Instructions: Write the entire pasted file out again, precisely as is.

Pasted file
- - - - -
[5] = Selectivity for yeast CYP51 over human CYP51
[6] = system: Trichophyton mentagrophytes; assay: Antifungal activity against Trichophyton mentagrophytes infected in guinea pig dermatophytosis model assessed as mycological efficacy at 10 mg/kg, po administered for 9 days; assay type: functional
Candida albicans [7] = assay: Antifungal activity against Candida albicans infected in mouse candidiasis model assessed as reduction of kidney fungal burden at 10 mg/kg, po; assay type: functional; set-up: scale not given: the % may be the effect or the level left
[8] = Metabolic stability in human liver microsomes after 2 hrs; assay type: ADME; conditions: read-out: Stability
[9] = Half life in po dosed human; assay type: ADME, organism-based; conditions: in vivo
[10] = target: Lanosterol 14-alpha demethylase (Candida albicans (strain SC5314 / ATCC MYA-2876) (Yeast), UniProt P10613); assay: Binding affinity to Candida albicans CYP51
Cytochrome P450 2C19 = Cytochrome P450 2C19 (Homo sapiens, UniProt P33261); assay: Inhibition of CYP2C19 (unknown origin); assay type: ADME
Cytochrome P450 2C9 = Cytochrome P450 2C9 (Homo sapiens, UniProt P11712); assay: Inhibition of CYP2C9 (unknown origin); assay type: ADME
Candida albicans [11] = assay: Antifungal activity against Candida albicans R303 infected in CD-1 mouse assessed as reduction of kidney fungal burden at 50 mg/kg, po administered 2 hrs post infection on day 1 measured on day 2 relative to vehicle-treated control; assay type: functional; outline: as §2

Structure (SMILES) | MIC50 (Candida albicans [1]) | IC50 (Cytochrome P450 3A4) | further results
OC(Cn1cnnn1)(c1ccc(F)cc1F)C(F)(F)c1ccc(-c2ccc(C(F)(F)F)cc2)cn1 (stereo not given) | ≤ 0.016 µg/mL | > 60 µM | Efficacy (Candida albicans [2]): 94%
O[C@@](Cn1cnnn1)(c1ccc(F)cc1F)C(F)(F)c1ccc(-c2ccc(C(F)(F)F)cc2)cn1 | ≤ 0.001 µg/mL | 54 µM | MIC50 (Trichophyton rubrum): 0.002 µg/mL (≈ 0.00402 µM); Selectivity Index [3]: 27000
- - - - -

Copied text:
[5] = Selectivity for yeast CYP51 over human CYP51
[6] = system: Trichophyton mentagrophytes; assay: Antifungal activity against Trichophyton mentagrophytes infected in guinea pig dermatophytosis model assessed as mycological efficacy at 10 mg/kg, po administered for 9 days; assay type: functional
Candida albicans [7] = assay: Antifungal activity against Candida albicans infected in mouse candidiasis model assessed as reduction of kidney fungal burden at 10 mg/kg, po; assay type: functional; set-up: scale not given: the % may be the effect or the level left
[8] = Metabolic stability in human liver microsomes after 2 hrs; assay type: ADME; conditions: read-out: Stability
[9] = Half life in po dosed human; assay type: ADME, organism-based; conditions: in vivo
[10] = target: Lanosterol 14-alpha demethylase (Candida albicans (strain SC5314 / ATCC MYA-2876) (Yeast), UniProt P10613); assay: Binding affinity to Candida albicans CYP51
Cytochrome P450 2C19 = Cytochrome P450 2C19 (Homo sapiens, UniProt P33261); assay: Inhibition of CYP2C19 (unknown origin); assay type: ADME
Cytochrome P450 2C9 = Cytochrome P450 2C9 (Homo sapiens, UniProt P11712); assay: Inhibition of CYP2C9 (unknown origin); assay type: ADME
Candida albicans [11] = assay: Antifungal activity against Candida albicans R303 infected in CD-1 mouse assessed as reduction of kidney fungal burden at 50 mg/kg, po administered 2 hrs post infection on day 1 measured on day 2 relative to vehicle-treated control; assay type: functional; outline: as §2

Structure (SMILES) | MIC50 (Candida albicans [1]) | IC50 (Cytochrome P450 3A4) | further results
OC(Cn1cnnn1)(c1ccc(F)cc1F)C(F)(F)c1ccc(-c2ccc(C(F)(F)F)cc2)cn1 (stereo not given) | ≤ 0.016 µg/mL | > 60 µM | Efficacy (Candida albicans [2]): 94%
O[C@@](Cn1cnnn1)(c1ccc(F)cc1F)C(F)(F)c1ccc(-c2ccc(C(F)(F)F)cc2)cn1 | ≤ 0.001 µg/mL | 54 µM | MIC50 (Trichophyton rubrum): 0.002 µg/mL (≈ 0.00402 µM); Selectivity Index [3]: 27000